And at the Magic Lantern? Well, this is what is tentatively scheduled:

"Diamantino": Ostensibly a movie about a one-time soccer star trying to regain what once made him great, this Portuguese-language film is wild concoction of themes and tones. As IndieWire critic David Erlich wrote, "Part B-movie spoof, part handcrafted satire, and always driven by a genuine vision for a better tomorrow, 'Diamantino' is like looking at today’s Europe through a funhouse mirror, and somehow seeing it more clearly as a result."

As always, I'll update when area theaters finalize their bookings.

Sandler’s ‘Murder Mystery’ no ‘Happy Gilmore’

Among the several Netflix Originals that have been released recently, the Adam Sandler comedy "Murder Mystery" has been attracting a bit of critical attention. So I decided to review it for Spokane Public Radio, and following is a transcription:

So many film stars have experienced wind-shear careers. One minute they’re riding a box-office – maybe even a critical – high. And the next they find themselves relegated to a bargain DVD bin set up at their local grocery story.

And let’s face it, in this era of streaming services, DVDs are long out of fashion.

Speaking of streaming services, it once was commonly accepted that having a movie originate anywhere other than an actual theater meant your career was headed for that dreaded grocery bargain bin. As they tend to do, though, times have changed.

Take Adam Sandler. For years – roughly comprising a decade beginning in the mid-90s – Sandler had one comedy hit after the next. I still see guys on occasion trying to imitate his “Happy Gilmore” golf swing, though never on an actual golf course.

More recently, though, Sandler has been a presence on Netflix. In fact, since 2015 Sandler has produced a half-dozen Netflix projects, the latest being the comedy “Murder Mystery.”

Not that being a Netflix regular has hurt his career any. In 2017, the service extended its deal with him, and “Murder Mystery” – which was directed by veteran TV and music-video-maker Kyle Newacheck, from a script by writer-producer James Vanderbilt – came out of that extension.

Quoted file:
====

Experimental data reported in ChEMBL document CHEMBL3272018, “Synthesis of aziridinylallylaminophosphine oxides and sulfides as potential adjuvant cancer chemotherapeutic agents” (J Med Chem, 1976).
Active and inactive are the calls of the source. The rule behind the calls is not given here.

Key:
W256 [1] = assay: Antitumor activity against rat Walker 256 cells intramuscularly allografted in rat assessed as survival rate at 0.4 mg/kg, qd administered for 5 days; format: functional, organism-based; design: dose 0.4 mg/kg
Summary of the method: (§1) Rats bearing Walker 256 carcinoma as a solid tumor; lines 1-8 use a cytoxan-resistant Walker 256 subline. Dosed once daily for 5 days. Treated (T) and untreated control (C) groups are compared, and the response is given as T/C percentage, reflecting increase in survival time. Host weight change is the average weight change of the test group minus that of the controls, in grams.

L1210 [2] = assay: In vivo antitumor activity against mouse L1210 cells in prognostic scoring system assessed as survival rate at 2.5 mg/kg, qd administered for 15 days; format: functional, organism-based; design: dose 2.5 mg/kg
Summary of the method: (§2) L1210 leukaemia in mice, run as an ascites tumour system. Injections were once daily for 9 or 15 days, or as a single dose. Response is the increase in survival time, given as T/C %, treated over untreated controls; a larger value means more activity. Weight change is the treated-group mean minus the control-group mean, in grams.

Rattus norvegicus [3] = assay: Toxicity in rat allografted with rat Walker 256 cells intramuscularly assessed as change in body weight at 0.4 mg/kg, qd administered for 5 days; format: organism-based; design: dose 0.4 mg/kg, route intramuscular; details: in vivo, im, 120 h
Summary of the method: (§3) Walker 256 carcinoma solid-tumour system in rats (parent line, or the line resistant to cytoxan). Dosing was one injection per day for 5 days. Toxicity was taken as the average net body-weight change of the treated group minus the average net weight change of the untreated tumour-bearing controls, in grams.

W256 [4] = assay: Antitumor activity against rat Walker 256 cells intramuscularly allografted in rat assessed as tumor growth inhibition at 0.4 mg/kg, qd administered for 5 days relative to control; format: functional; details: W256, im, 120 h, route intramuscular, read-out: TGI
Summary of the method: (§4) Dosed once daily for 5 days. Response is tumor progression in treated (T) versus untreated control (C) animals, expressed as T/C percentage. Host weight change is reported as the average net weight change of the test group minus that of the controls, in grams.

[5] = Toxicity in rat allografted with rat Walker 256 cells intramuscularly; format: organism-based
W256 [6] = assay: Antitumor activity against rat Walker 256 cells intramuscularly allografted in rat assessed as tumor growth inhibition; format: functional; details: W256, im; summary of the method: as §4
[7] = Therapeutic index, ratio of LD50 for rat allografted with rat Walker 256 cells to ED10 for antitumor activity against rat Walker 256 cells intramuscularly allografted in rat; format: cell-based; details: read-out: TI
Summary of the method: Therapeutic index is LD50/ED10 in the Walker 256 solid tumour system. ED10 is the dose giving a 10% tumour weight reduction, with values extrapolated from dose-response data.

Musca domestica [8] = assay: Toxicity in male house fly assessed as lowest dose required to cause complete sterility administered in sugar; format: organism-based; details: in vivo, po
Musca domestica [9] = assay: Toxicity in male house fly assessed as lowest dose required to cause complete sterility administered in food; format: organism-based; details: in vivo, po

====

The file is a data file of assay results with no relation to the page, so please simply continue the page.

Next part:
In the film, Sandler plays a New York cop named Nick who – though he can’t quite find the focus he needs to pass the detective’s test – still has managed to figure out how to stay married to Audrey, a hairdresser played by Jennifer Aniston.

And, yes, you heard that right: the one-time “Friends” star plays a hairdresser – though she may be the least believable hairdresser since Edward Scissorhands.

Tricked into paying for a long-promised European vacation – one that was supposed to have been their honeymoon some 15 years before – Nick finds himself becoming jealous on the flight over when Audrey connects with a sophisticated fellow named Charles (played by Luke Evans). Not surprisingly, Nick refuses Charles’ offer for both of them to join him on his family’s yacht and attend a birthday party for his uncle.

Pretty soon, though, for reasons that fit perfectly with this kind of comedy, Nick changes his mind, and the two working-class New Yorkers find themselves mingling with an elite crowd that might put some familiar Mar-a-Lago residents to shame.

Soon after that, they become the chief suspects when the uncle ends up mysteriously murdered. The rest of the film involves Nick and Audrey struggling – often Inspector Clouseau-like – both to prove their innocence and to find the real murderer.

Kudos to you if you figure things out before they do. I wasn’t able to. Then again, that might have been because I’d begun playing Solitaire on my iPad.

Not that “Murder Mystery” is particularly bad. It has a few funny moments, even if I never once bought Aniston as a character more appropriately played by, say, one of the Amys – Poehler or Schumer.

It’s just that if you’re familiar with Sandler’s work, you know what to expect – even if, this time, it has nothing to do with golf.

Friday’s openings redux: Karate and Quebecois crime

Along with the week's big opener, "The Lion King," movie fans will have a few other choices to pick from. They include:

"The Art of Self-Defense": Straight from the film-festival circuit, this offbeat film stars Jesse Eisenberg as a young man who responds to an attack by street toughs by signing up for karate lessons. And, no, his teacher is not Chuck Norris. (Note: The film played twice at the recent Seattle International Film Festival.)

"The Fall of the American Empire": French-Canadian filmmaker Denys Arcand ("The Barbarian Invasions") tells the story of a shy young man who happens upon a crime scene, picks up a couple of bags of cash and then has to evade both the cops and the gang leader who wants his money back. Classify this under the heading "crime comedy (ou peut-être "comédie policière"). In French with English subtitles.

That appears to be the lot. So go, see a movie — maybe even the Disney flick, which is playing everywhere and around the clock — and enjoy.